economy on that values the kind of education that we've been talking about our guest been talking about earlier and that's just as wrenching and difficult transition and it's creating i think importantly as much dislocation social distress and disconnection from opportunity as the previous transition did so in a sense om many of the needs that needs to help the need to help people make a transition from a vulnerable situation to a more secure economic situation remains work that we have to do today in north carolina around the south and around the country so the organization publishes the state of the self report every two years what trends are you seeing with poverty in in the region an end to north carolina in particular well you know at the big issue is that poverty is the inability to burn build assets and create the pathways to a middle class life and the best predictor of a person's ability to
earn is the ability to gain an educational football educational attainment so finishing high school and going to something beyond whether it be a community college degree or a ba is an absolute precondition for being able to be on that path for a middle class existence and what we know now is that far too many people and particularly people of color om r n adequately educated in qom in the society we have to date there also is a significant rural urban divide so poverty and the inability to make the transition to the new economy has to do with people and it has to do with the place i should say that in our series about understanding poverty we will be talking about that were in rural urban divide is something we like him a boil down poverty the idea of poverty too investment that is theirs to say investing in education we need to be a master's degree of the fishing
harbor high school investing the time in that and suddenly our i think it's this is simplistic but education sets one up to work and earn at higher levels and working and earning a higher levels allows a person or a family to build assets and assets provide the intergenerational foundation to be able to continue on that path to prosperity so education plus earnings plus asset seemed to us at least an empty seat to be a basic formula to help people exit poverty and moved into a more secure situation a middle class jewish but what about somebody who is not senate say seventeen years old and they have to make a choice between finishing high school but somebody who might be at seventeen has two kids and can't possibly do that we do mean casey well i think it is twenty three and has three kids in and has to work two jobs i think we have to recognize that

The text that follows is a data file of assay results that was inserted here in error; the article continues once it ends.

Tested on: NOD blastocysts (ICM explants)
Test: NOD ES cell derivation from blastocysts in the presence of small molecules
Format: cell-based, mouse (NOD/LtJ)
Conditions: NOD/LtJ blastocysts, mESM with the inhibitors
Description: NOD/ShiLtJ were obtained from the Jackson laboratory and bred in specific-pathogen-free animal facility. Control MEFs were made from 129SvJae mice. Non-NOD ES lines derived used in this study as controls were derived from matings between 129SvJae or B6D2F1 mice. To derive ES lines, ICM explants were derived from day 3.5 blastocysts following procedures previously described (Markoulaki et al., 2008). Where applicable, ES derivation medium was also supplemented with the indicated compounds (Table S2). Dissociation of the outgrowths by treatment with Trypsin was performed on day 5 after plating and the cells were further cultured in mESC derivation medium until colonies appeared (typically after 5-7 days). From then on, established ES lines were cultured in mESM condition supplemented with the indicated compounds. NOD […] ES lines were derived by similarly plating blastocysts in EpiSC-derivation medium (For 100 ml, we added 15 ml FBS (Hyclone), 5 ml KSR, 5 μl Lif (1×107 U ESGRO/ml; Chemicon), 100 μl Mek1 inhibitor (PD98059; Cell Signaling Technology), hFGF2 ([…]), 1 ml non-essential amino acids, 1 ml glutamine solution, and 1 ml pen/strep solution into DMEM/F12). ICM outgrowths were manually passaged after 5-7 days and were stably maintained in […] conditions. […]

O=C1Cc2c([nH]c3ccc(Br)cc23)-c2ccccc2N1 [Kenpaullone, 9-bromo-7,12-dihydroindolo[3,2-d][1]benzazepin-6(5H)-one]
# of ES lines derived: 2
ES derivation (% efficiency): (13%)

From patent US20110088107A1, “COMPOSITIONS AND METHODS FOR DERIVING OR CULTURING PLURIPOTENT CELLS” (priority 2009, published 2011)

there are such folks out there and in fact they need to be deep social supports to help people get back on the pathways to exercise that formula that we know works that's why community colleges are we talk about infrastructure the infrastructure of opportunity the community college system that we have a north carolina is perhaps i think the most crew local one for helping all people the young person is dropped at the adult who has to re skill get back on the pathway to opportunity that plus community and social support om have to be things that are in place where very lucky in north carolina where very lucky in that we have a pervasive community college infrastructure that's in the mountains as well as in the piedmont as well as in the cut at the coast and that gives us an enormous foundation for doing what's necessary so i'm absolutely yes we've got to make sure that every person the economy to day demands it that every person have the chance to get educated to the level where
they can make a contribution and you lose discuss gets what david dodson is saying it gets better with terry sanford was emphasizing at the get go what they are drawn fund which was was it as a story is very interesting to listen to david because i'm sitting here thinking this is a wonderful example of how we in a way have to rediscover something that a generation before understood so well if you look at the time for him the knowledge economy education to the comedic role if any college system the research triangle park the north carolina fund in the north carolina came to college system were all launched within a five year window the generation before us understood so well the ways in which those things were connected i'd this is a place i think where we could stand to go back and recover some of that understanding when i served well by having forgotten this period you know and i think if i may is that one of the
one of the reasons north carolina has done so well relative to other and other southern states is that we didn't make those investments early on and recapitalized on them we had the courage to extend them out across the divisions of race in ways that other states didn't and that allowed us to move ahead now you go to figure out what that foundation is for the next generation so in this business is more of philosophical question about defining poverty which we try to do yesterday on the program we mentioned a r t p being born in the sixties and that has brought a lot of technological jobs and arguably has raised the income of those type of place it's those research development places technologically base not just in the tribal area but elsewhere north carolina has raised perhaps the average income here but we're still dealing with people who don't have as much an angeles you're you wrote in your writings about the north carolina fund that some of the same things that